Sunday, February 13, 2011

Ropeik takes on risk

My colleague and friend David Ropeik takes on a risky subject in this op-ed in the Washington Post, and he gets it right. He points out the flaws in an EPA proposal to give more weighting to death from cancer than from other diseases. Here are some excerpts:

Wouldn't it make more sense to be more afraid of what's more likely to kill you?

Yes, but that's not how we perceive risks. Risks have psychological and emotional characteristics that make some feel scarier than others, the probabilities notwithstanding. A long, painful cancer death may not be any worse than a long, painful heart disease death, but we think it would be, and feel we can't control it, and that makes cancer more feared.

That is precisely what a new proposal at the Environmental Protection Agency is trying to acknowledge. When assessing whether a new regulation would be worth the money, the agency projects how many lives it would save vs. the costs of implementing it. But now, the EPA suggests that death by cancer is so frightening to the public, cancer deaths should carry greater weight in its calculations than deaths by other causes.

This is an approach that may have some ethical and emotional appeal, but it carries serious dangers for us all.

. . . Under its "cancer premium," the [value] of lives saved from cancer would be 50 percent more than that of lives saved from other causes of death. So this premium would incorporate our greater fear of cancer into the analysis of whether regulations are worth the cost. That may seem pretty democratic: Cancer is scarier, and shouldn't our government protect us from the things we're more afraid of?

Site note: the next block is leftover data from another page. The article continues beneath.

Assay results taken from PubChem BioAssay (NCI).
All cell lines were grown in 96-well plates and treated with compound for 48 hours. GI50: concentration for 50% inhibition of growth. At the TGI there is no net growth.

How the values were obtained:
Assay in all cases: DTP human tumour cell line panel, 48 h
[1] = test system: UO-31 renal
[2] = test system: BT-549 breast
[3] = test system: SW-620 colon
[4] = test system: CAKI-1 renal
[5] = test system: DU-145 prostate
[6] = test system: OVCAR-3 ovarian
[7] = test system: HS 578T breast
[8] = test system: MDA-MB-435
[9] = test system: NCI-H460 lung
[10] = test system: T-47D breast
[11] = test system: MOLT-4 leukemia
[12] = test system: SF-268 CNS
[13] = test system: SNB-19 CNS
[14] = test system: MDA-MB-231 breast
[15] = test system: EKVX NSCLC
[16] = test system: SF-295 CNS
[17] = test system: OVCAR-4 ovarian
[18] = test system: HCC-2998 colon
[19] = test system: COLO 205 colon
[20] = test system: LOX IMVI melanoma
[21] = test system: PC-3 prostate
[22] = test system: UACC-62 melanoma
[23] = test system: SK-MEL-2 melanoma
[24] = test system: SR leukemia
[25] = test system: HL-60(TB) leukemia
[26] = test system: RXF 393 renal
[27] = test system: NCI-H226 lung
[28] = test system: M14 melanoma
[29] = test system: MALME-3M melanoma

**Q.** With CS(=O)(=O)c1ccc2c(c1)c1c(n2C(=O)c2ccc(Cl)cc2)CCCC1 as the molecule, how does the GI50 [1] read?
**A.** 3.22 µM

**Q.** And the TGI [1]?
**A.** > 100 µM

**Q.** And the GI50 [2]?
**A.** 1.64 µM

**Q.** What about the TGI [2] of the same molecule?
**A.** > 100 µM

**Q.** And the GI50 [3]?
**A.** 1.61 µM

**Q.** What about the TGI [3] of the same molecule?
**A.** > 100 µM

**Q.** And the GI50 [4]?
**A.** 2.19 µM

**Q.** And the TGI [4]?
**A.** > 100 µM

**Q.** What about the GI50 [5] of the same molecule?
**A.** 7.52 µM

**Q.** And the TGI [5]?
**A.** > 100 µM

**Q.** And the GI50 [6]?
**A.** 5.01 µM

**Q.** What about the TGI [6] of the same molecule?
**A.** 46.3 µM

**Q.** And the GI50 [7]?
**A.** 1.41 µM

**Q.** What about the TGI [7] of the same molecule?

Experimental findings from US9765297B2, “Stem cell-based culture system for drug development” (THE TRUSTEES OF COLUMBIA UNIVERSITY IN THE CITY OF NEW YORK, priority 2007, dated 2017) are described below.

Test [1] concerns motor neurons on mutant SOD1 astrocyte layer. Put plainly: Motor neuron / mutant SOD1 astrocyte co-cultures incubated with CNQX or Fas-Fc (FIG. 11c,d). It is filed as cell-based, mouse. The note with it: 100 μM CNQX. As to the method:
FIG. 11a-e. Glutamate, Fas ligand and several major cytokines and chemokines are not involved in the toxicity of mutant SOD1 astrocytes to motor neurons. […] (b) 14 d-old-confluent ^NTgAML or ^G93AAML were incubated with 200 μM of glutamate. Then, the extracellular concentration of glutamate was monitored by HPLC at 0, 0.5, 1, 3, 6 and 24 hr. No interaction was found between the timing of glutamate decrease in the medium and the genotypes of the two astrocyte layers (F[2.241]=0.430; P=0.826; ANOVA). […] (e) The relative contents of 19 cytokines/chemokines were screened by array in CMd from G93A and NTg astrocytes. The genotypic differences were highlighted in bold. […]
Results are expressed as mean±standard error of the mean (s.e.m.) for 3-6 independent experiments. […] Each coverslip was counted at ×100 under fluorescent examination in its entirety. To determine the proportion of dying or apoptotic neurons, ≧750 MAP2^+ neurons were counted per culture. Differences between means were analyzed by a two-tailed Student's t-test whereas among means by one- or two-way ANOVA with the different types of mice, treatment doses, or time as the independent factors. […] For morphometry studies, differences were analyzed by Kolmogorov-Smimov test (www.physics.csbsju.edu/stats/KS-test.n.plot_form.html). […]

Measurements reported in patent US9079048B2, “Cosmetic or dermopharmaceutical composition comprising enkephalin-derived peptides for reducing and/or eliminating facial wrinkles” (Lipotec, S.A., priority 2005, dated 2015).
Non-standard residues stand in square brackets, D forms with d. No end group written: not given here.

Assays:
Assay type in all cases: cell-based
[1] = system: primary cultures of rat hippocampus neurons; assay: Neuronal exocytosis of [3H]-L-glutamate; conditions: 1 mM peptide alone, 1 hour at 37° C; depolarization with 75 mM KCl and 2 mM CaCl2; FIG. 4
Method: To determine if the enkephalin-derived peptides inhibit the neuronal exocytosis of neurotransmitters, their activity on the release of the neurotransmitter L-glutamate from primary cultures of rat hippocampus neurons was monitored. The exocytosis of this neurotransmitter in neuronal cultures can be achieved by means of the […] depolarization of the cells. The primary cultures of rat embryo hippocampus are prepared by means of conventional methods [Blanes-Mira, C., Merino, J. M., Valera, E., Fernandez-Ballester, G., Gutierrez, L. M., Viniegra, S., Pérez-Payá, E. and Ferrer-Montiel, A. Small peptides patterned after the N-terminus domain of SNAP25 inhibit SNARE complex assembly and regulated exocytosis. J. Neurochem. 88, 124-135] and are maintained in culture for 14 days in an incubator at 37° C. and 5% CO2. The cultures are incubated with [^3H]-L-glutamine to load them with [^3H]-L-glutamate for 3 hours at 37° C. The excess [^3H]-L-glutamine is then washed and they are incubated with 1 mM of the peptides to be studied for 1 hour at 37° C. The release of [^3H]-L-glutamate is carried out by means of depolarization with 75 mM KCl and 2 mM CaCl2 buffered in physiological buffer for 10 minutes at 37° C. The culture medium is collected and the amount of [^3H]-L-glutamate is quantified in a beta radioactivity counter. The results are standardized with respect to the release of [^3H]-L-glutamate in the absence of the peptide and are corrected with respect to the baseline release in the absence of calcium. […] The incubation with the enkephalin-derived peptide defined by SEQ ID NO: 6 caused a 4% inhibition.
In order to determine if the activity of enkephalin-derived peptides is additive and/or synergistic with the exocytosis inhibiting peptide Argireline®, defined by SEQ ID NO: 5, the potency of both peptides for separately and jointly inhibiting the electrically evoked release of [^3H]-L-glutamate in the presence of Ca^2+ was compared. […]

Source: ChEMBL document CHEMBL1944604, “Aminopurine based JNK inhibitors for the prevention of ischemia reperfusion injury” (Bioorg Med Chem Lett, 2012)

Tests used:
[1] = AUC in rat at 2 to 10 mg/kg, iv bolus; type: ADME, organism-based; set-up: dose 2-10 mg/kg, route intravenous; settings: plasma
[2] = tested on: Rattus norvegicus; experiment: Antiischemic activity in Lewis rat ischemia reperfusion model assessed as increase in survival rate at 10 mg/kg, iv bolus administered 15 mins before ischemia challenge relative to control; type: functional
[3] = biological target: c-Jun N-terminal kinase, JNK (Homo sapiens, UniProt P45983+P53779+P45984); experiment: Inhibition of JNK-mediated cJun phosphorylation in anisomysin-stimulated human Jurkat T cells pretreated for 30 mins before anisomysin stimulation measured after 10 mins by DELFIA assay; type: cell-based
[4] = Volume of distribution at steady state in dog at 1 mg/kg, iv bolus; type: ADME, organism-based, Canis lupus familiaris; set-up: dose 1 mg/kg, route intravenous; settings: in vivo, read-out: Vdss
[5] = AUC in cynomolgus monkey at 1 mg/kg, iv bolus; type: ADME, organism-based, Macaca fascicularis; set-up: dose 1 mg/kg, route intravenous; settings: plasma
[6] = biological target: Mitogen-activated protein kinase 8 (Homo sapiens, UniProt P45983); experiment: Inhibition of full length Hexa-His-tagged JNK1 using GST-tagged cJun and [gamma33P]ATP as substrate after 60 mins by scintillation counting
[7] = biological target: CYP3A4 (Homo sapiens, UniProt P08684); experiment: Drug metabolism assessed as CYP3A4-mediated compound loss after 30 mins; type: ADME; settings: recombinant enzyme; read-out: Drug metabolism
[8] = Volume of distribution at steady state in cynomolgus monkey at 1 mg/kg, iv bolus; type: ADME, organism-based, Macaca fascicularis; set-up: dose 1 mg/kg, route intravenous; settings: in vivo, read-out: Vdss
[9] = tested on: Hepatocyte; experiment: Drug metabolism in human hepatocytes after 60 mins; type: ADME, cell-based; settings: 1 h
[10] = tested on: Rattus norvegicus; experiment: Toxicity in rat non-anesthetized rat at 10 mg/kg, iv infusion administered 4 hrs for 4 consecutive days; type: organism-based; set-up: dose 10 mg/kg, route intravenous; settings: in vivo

. . . It would give an advantage to regulations to control carcinogenic chemicals in the air, for instance, and disadvantage rules to control particulate air pollution, which contributes to cardiovascular deaths - which are far more common but, we think, less scary. As unpleasant as it may seem to argue against the cancer premium, it could increase the overall environmental death toll in America.

. . . We need to recognize that, just as there are physical risks that we study and try to manage, there are very real risks from the perception gap that also need to be recognized, studied and accounted for in policymaking. Getting risk wrong is risky.

We use tools such as toxicology and epidemiology and economics to identify and analyze how to deal with those physical threats. We should also use neuroscience and psychology and sociology and economics to recognize the dangers posed by our misperceptions and to analyze those threats the same way we analyze and manage any others.

That can help us handle the gap between the facts and our feelings about the facts.

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